Nenshi’s approval rating slipping, support for Calgary police up: poll

Click to play video: 'Mayor Nenshi could still win election today despite slipping support: poll' Mayor Nenshi could still win election today despite slipping support: poll
WATCH: A new Mainstreet poll of Calgary voters show the mayor’s approval rating at 56 per cent - the lowest since the 2010 election. As Gary Bobrovitz reports, both the incumbent mayor and his opponents say they are pleased with the results – Mar 27, 2017

A new poll suggests Calgary Mayor Naheed Nenshi’s approval rating is slipping, but support for the Calgary Police Service (CPS) is on the rise.

According to the Mainstreet/Postmedia poll, released on Monday, Nenshi’s approval rating currently sits at 56 per cent.

The number is a sharp decrease from January, when a poll from the same organization indicated his approval rating sat at 65 per cent.

Story continues below advertisement

It is, however, in line with his approval rating from November 2016, which Mainstreet found sat at 57 per cent. A poll from Mainstreet found he also sat at 57 per cent in June 2016.

“So, while this is his lowest rating, it is not by much,” Mainstreet Research president Quito Maggi said in a news release. “Just a single percentage point.”

Nenshi is running for re-election in Calgary’s municipal election on Oct. 16 and Mainstreet suggested that even with a 56 per cent approval rating, Nenshi would be “easily re-elected” if an election were held today.

There are currently four other declared candidates seeking to win the mayor’s job and they all claim Nenshi is vulnerable to an upset at the ballot box: Andre Chabot, David Lapp, Shawn Baldwin and Paul Hughes.

Story continues below advertisement

When asked which candidate they supported, 31 per cent said Nenshi, while 30 per cent said they were undecided and a further 17 per cent said they’d support “someone else.”

“Unless one of his challengers catches fire, right now he would be re-elected,” Maggi said.

Both the mayor and candidates looking to unseat the incumbent say they are encouraged by the results.

“If it’s right, it means I’m probably the third or fourth most popular politician in Canada at this point,” Nenshi told Global News. “But that said, I haven’t read it and there’s an election in October and we will start talking election stuff a couple months before that.”

READ MORE: Calgary Mayor Naheed Nenshi announces plans to run for re-election in 2017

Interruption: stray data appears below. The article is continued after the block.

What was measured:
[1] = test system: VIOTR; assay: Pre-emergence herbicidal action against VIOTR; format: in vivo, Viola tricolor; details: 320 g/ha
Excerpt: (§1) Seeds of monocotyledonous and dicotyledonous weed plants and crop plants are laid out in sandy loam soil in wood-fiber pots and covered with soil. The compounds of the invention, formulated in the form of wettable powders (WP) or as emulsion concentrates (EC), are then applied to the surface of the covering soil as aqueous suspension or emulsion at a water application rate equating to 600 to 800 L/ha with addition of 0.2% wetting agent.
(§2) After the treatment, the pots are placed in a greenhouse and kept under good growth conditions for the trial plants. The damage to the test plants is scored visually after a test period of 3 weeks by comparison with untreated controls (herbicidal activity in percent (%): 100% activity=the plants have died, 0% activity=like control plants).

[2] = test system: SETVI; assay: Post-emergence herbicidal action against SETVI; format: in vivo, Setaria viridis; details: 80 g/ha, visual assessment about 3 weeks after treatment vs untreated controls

“If you look at previous mayors, you will see their approval ratings were always significantly higher than that,” Ward 10 Coun. Chabot said, as the only councillor looking to step up to the mayor’s chair. “I think it demonstrates that Calgarians are looking for change.”

“I think a lot of people are sitting on the fence and they are watching and waiting and they are seeing which candidate is really going to represent their views,” Lapp said.

“This poll is an example of the dissatisfaction people are feeling with Mayor Nenshi,” Baldwin said.

Story continues below advertisement

“The mayor came in with substantial fanfare … In the end, just another typical politician,” Hughes said, adding: “My chances are excellent.”

READ MORE: Support of Calgary Police Service split, according to Mainstreet poll

The same poll also asked respondents if they approve or disapprove of the way the CPS is doing its job.

In total, the poll suggests 45 per cent of Calgarians approve of the police force, up six percentage points from September.

The poll also found an increase of 6 percentage points in the approval rating of the Calgary Police – though the disapproval rate is now more intensely negative.

“At the same time that their approval has gone up, their disapproval has become more intensely negative,” Maggi explained. “In September of 2016, only 11 per cent of Calgarians said they strongly disapproved of the Calgary police, that number is now 21 per cent.”

The poll from Mainstreet Research surveyed 831 Calgarians via landlines and cellphones on March 10 and was released on March 27, 2017. Respondents were screened to confirm they were eligible voters. Responses were weighed using demographic information to targets based on the 2011 Census.

Story continues below advertisement

According to Mainstreet, the poll carries a margin of error of ± 3.4 percentage points, 19 times out of 20.

With files from Gary Bobrovitz

Sponsored content